Perusing the standard ACKS proficiency list, there are not many gaps. One of the famous elements in the samurai media and literature is the quick draw capability, the techniques of iaijutsu. An encounter moves from parley or verbal confrontation into a duel at blinding speed, with katana whirring from their sheaths and striking down opponents all in one fluid motion.
Iaijutsu: The character excels at quickly drawing his or her weapon and making an immediate attack. The character gains a +4 bonus on initiative rolls during the first round of combat, before weapons are drawn.
The huge importance placed on etiquette and artistry seem affectations of a later time period, when court politics rose in prominence, but Zen has a long history throughout the period. I'm on the fence whether an etiquette proficiency should be added (even if a player believes calligraphy, tea ceremony, poetry, and so on is important for his samurai character); most likely, I would just treat arts proficiency as covering the samurai arts, and diplomacy covers etiquette.
The primary samurai unarmed technique was jujutsu, comprising a series of chokes, armbars, throws and holds, the forerunner of modern judo and Brazilian jiu-jitsu. ACKS has a proficiency that boosts unarmed striking.
Jujitsu: The character is skilled at chokes, armbars, wrestling throws and holds. When the character attempts to wrestle in combat, the normal penalty of -4 on the attack roll is reduced to -2, and the opponent receives a -2 penalty on the saving throw to resist the maneuver. (Note: I realize this is exactly the same as the 'combat trickery' proficiency, which actually does cover wrestling - I like the updated name for flavor).
Over on the Autarch forum, Alex (the author of ACKS) had posted a system for reputation that he uses in his home game; it would work well here and I'll see if it can be cross-posted.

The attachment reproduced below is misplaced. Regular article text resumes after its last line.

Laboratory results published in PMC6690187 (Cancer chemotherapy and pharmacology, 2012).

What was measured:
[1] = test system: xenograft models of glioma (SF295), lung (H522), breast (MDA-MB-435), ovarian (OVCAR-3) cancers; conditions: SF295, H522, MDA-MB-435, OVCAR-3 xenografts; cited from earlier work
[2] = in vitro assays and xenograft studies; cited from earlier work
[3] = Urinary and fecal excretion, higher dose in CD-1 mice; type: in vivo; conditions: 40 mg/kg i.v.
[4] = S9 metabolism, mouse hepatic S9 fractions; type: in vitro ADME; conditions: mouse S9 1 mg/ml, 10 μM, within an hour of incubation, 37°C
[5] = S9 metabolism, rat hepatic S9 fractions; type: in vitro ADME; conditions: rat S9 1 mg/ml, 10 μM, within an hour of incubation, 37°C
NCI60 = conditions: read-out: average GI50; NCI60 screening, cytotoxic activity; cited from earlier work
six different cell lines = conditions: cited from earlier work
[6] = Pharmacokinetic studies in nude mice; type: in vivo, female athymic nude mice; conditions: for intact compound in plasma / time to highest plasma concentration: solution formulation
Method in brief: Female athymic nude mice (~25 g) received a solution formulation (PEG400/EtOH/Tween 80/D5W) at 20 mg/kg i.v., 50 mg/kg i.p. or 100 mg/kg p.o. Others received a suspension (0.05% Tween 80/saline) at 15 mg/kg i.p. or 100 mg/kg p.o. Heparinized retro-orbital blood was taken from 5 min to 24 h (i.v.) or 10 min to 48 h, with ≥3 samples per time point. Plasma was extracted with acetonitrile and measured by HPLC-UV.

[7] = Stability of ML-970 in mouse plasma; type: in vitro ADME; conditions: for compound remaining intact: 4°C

Other proficiencies that make sense for fighters on the samurai career track include combat reflexes, command, fighting style, unarmed fighting (atemi waza!), and weapon focus. Useful general skills include art (samurai art skills), diplomacy (etiquette), intimidation, leadership, manual of arms, military strategy, and riding.
Intimidation raises a good question - what about the 'psychic duel' from Oriental Adventures? This was the idea that two swordsmen would have a battle of wills before a fight, with the loser admitting defeat before a sword was even drawn.
I can imagine a few different (and simple) approaches working for psychic duels; perhaps it's generated as a reaction roll modified by charisma, Intimidation skill, and reputation (since the reputation modifier is a factor of experience level and deeds). The character that gets the highest psychic duel roll in the stand-off gets a bonus on attack rolls if the fight actually happens. The loser has an opportunity to bow out before initiative is rolled.
Alternatively, Psychic Duel could be a new proficiency that allows a character with the proficiency to force a morale check before combat even starts with a successful throw. Like the Intimidation proficiency itself, it would be limited to working on lower level flunkies only.